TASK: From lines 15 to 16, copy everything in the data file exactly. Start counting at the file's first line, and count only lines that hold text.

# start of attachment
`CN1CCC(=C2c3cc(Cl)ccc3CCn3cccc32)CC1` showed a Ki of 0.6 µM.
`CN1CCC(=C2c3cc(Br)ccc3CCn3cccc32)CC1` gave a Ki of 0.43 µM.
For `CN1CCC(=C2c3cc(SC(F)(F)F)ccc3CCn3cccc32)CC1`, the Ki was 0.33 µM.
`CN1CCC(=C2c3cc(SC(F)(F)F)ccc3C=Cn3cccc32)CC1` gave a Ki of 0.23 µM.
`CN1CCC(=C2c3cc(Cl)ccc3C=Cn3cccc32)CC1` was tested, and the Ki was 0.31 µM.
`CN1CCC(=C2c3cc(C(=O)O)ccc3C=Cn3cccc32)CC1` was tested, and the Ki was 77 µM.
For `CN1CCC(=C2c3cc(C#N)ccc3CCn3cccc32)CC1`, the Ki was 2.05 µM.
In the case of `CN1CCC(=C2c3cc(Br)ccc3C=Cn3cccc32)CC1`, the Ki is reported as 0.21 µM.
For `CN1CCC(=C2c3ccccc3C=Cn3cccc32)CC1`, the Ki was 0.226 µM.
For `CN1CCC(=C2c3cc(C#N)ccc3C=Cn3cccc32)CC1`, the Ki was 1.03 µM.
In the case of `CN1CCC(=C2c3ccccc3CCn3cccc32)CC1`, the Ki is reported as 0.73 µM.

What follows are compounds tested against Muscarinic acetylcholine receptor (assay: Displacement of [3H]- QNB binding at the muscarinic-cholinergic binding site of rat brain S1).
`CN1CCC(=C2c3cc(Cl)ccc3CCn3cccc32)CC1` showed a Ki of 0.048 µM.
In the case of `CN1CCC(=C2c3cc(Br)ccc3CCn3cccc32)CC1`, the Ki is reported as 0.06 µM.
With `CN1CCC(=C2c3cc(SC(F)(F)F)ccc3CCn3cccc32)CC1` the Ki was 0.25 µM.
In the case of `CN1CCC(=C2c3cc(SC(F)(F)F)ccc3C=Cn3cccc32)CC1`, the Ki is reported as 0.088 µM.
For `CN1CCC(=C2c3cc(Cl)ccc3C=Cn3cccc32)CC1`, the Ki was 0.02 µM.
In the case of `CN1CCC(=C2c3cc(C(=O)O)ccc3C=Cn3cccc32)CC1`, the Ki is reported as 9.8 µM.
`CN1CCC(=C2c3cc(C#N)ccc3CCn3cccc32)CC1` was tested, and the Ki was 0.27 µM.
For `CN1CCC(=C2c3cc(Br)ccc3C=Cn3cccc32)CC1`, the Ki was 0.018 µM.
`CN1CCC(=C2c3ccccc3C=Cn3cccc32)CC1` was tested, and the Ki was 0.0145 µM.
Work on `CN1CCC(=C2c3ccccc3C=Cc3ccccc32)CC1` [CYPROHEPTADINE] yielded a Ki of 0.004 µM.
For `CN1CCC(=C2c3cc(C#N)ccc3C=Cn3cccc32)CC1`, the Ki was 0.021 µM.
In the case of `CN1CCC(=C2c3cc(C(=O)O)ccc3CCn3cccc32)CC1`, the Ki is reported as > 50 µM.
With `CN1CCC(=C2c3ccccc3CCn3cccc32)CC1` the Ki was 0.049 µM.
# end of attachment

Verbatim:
With `CN1CCC(=C2c3cc(SC(F)(F)F)ccc3CCn3cccc32)CC1` the Ki was 0.25 µM.
In the case of `CN1CCC(=C2c3cc(SC(F)(F)F)ccc3C=Cn3cccc32)CC1`, the Ki is reported as 0.088 µM.